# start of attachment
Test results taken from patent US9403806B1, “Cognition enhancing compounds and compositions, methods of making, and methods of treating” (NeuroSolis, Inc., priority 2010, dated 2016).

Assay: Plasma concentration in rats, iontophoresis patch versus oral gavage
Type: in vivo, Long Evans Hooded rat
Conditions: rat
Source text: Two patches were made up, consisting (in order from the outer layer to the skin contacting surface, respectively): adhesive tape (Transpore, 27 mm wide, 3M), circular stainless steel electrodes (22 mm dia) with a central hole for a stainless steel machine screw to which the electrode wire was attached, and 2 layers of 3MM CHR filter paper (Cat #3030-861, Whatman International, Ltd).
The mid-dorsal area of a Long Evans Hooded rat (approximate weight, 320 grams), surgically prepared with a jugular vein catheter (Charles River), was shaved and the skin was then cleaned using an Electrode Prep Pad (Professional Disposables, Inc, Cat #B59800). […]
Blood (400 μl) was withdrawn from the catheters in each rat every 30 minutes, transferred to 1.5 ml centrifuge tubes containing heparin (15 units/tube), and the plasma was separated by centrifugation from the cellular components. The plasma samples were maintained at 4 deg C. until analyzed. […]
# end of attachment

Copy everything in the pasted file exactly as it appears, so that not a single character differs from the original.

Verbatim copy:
Test results taken from patent US9403806B1, “Cognition enhancing compounds and compositions, methods of making, and methods of treating” (NeuroSolis, Inc., priority 2010, dated 2016).

Assay: Plasma concentration in rats, iontophoresis patch versus oral gavage
Type: in vivo, Long Evans Hooded rat
Conditions: rat
Source text: Two patches were made up, consisting (in order from the outer layer to the skin contacting surface, respectively): adhesive tape (Transpore, 27 mm wide, 3M), circular stainless steel electrodes (22 mm dia) with a central hole for a stainless steel machine screw to which the electrode wire was attached, and 2 layers of 3MM CHR filter paper (Cat #3030-861, Whatman International, Ltd).
The mid-dorsal area of a Long Evans Hooded rat (approximate weight, 320 grams), surgically prepared with a jugular vein catheter (Charles River), was shaved and the skin was then cleaned using an Electrode Prep Pad (Professional Disposables, Inc, Cat #B59800). […]
Blood (400 μl) was withdrawn from the catheters in each rat every 30 minutes, transferred to 1.5 ml centrifuge tubes containing heparin (15 units/tube), and the plasma was separated by centrifugation from the cellular components. The plasma samples were maintained at 4 deg C. until analyzed. […]